Aristotle is commonly considered the inventor of teleology, although the precise term originated in the eighteenth century. If teleology suggests the use of ends or goals in natural science, then Aristotle was a critical innovator of teleological explanation. Teleological notions were widespread among Aristotle’s predecessors, but he rejected their conception of extrinsic causes such as intelligence or god as the primary cause for natural things. Instead, he considered nature itself as an internal principle of change and as an end, and his teleological explanations focus on what is intrinsically good for natural substances themselves.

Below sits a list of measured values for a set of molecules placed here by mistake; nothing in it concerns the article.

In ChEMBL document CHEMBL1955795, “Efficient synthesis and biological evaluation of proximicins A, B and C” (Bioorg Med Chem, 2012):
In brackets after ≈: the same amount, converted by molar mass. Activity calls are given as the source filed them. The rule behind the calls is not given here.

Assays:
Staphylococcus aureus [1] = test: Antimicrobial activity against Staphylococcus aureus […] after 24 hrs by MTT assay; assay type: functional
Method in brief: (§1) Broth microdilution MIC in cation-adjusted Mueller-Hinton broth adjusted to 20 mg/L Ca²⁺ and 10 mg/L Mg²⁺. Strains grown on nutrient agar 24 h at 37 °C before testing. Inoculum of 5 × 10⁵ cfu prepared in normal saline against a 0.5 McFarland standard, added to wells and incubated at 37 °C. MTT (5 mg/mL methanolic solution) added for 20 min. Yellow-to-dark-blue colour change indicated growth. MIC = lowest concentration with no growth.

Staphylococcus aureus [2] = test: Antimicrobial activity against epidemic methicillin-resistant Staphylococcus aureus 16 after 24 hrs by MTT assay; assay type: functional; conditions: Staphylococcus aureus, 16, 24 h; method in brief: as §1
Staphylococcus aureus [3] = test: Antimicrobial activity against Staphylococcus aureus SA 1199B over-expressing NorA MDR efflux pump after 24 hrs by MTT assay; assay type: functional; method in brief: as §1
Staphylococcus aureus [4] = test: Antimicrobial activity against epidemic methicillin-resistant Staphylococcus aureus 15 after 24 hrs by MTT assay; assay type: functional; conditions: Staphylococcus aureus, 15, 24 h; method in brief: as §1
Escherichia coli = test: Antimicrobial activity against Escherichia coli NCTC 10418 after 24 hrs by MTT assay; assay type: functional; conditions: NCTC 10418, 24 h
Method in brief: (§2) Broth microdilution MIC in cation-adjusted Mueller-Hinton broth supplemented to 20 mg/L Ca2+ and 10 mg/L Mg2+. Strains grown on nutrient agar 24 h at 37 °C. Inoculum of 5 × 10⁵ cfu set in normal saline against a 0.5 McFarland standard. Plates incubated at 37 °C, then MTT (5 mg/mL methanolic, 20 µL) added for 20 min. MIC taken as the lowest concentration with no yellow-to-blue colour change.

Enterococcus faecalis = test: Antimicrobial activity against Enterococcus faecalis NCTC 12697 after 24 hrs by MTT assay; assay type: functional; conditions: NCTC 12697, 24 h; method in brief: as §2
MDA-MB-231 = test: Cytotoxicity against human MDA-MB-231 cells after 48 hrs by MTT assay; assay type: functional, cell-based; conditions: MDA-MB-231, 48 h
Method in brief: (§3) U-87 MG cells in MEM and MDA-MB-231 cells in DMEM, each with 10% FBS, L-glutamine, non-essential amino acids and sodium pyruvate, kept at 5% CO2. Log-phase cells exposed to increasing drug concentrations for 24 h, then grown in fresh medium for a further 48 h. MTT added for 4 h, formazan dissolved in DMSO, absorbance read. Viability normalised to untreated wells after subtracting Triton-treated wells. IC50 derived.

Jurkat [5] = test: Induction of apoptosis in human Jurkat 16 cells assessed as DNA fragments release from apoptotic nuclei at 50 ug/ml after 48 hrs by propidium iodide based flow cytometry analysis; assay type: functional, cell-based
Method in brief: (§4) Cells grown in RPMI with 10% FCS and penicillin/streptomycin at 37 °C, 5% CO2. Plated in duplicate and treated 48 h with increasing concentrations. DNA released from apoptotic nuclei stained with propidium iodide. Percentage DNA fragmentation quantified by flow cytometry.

Aristotle’s philosophy was later conflated with the teleological proof for the existence of god, the anthropic cosmological principle, creationism, intelligent design, vitalism, animism, anthropocentrism, and opposition to materialism, evolution, and mechanism. An examination of both his explicit methodology and the explanations actually offered in his scientific works – on physics, cosmology, theology, psychology, biology, and anthropology – show, however, that Aristotle’s aporetic approach to teleology drives a middle course through traditional oppositions between causation and explanation, mechanism and materialism, naturalism and anthropocentrism, realism and instrumentalism.